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The Companions of Jehu

7. The Chartreuse Of Seillon
Beyond doubt, like the first affiliated member met on the road to Sue by the man
who styled himself prophet, the monk who opened the gate was of secondary
rank in the fraternity; for, grasping the horse's bridle, he held it while the rider
dismounted, rendering the young man the service of a groom.
Morgan got off, unfastened the valise, pulled the pistols from the holsters, and
placed them in his belt, next to those already there. Addressing the monk in a
tone of command, he said: "I thought I should find the brothers assembled in
council."
"They are assembled," replied the monk.
"Where?"
"At La Correrie. Suspicious persons have been seen prowling around the
Chartreuse these last few days, and orders have been issued to take the
greatest precautions."
The young man shrugged his shoulders as if he considered such precautions
useless, and, always in the same tone of command, said: "Have some one take
my horse to the stable and conduct me to the council."
The monk summoned another brother, to whom he flung the bridle. He lighted a
torch at a lamp, in the little chapel which can still be seen to the right of the great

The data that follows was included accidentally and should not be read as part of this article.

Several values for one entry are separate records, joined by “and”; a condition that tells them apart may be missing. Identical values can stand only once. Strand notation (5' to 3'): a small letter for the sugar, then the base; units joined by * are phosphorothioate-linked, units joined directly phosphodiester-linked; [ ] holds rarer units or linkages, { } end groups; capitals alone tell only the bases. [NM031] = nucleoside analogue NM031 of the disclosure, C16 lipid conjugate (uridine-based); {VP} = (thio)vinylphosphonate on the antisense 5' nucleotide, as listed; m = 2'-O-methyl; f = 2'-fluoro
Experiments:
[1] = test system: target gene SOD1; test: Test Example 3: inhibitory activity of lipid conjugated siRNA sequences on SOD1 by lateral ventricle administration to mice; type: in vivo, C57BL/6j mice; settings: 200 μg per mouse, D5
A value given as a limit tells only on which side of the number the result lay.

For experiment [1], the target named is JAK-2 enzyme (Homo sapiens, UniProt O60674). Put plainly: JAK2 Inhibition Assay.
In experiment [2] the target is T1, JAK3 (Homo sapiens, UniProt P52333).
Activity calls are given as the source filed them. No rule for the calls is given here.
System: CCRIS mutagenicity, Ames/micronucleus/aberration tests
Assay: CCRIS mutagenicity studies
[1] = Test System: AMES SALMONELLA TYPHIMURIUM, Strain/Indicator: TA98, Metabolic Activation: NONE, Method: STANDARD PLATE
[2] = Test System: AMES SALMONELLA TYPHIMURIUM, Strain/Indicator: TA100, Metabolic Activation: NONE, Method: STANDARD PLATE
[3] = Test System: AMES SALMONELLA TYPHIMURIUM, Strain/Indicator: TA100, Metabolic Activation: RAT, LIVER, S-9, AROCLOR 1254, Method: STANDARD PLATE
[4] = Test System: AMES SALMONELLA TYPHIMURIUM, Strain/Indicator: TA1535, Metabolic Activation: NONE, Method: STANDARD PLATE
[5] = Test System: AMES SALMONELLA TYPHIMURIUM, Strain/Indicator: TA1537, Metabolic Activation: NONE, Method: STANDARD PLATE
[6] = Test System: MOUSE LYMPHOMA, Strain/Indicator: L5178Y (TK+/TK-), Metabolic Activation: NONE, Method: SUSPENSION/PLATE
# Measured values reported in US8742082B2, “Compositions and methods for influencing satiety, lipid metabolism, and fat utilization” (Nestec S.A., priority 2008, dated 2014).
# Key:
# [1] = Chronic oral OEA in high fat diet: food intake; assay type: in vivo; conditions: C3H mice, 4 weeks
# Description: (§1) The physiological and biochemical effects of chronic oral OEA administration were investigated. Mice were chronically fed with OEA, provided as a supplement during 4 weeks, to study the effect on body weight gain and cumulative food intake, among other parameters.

portal, and walked before the new-comer. Crossing the cloister, he took a few
steps in the garden, opened a door leading into a sort of cistern, invited Morgan
to enter, closed it as carefully as he had the outer door, touched with his foot a
stone which seemed to be accidentally lying there, disclosed a ring and raised a
slab, which concealed a flight of steps leading down to a subterraneous passage.
This passage had a rounded roof and was wide enough to admit two men
walking abreast.
The two men proceeded thus for five or six minutes, when they reached a grated
door. The monk, drawing a key from his frock, opened it. Then, when both had
passed through and the door was locked again, he asked: "By what name shall I
announce you?"
"As Brother Morgan."
"Wait here; I will return in five minutes."
The young man made a sign with his head which showed that he was familiar
with these precautions and this distrust. Then he sat down upon a tomb--they
were in the mortuary vaults of the convent--and waited. Five minutes had
scarcely elapsed before the monk reappeared.
"Follow me," said he; "the brothers are glad you have come. They feared you had
met with some mishap."
A few seconds later Morgan was admitted into the council chamber.
Twelve monks awaited him, their hoods drawn low over their eyes. But, once the
door had closed and the serving brother had disappeared, while Morgan was
removing his mask, the hoods were thrown back and each monk exposed his
face.
 
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